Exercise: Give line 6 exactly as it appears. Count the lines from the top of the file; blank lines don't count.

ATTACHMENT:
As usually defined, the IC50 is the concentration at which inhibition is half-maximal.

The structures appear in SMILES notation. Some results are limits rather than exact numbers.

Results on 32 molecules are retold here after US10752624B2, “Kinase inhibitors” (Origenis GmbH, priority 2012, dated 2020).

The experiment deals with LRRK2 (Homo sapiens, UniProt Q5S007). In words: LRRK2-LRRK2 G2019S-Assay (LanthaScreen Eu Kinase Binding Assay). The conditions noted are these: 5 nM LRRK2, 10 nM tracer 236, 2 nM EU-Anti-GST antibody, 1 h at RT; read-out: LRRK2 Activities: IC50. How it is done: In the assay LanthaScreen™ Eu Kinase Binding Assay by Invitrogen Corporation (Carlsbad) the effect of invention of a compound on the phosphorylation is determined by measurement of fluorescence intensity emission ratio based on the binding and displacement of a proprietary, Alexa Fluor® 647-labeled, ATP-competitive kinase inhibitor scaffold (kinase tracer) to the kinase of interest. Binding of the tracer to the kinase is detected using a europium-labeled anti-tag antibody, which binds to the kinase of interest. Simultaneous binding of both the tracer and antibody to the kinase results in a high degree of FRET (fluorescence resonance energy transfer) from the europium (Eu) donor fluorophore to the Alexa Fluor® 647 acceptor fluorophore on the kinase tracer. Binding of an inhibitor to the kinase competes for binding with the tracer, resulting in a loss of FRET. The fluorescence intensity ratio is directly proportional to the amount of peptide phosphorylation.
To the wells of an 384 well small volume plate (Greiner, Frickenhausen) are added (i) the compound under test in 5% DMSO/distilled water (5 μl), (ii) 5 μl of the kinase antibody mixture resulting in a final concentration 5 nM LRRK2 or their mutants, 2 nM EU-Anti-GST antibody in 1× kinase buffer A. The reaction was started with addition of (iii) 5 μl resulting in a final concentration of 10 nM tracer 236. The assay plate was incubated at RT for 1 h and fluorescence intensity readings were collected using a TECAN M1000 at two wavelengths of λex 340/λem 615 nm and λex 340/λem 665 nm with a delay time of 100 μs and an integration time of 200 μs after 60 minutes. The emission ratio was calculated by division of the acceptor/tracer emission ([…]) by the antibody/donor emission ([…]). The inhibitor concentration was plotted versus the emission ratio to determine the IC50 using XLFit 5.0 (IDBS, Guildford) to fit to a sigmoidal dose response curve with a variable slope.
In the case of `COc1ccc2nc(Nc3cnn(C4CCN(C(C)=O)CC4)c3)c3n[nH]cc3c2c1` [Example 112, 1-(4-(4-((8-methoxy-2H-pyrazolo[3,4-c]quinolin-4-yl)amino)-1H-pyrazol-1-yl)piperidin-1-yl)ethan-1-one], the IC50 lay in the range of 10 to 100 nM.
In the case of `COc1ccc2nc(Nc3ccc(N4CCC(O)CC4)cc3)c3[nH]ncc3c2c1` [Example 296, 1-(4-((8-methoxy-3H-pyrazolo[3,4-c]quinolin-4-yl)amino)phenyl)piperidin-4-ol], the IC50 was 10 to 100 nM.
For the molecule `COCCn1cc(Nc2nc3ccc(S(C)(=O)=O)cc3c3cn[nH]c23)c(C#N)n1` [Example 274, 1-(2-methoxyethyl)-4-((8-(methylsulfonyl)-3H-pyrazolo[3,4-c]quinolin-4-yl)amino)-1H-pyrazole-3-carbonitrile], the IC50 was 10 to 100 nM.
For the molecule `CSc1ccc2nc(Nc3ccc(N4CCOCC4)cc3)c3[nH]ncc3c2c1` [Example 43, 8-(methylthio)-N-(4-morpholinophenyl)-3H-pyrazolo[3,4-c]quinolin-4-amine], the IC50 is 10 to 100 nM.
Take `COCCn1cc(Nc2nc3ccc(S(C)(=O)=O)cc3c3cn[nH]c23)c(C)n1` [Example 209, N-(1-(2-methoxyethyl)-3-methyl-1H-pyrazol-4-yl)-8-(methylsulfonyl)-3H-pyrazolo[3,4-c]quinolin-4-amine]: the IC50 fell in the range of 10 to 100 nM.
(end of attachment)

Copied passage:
In the case of `COc1ccc2nc(Nc3cnn(C4CCN(C(C)=O)CC4)c3)c3n[nH]cc3c2c1` [Example 112, 1-(4-(4-((8-methoxy-2H-pyrazolo[3,4-c]quinolin-4-yl)amino)-1H-pyrazol-1-yl)piperidin-1-yl)ethan-1-one], the IC50 lay in the range of 10 to 100 nM.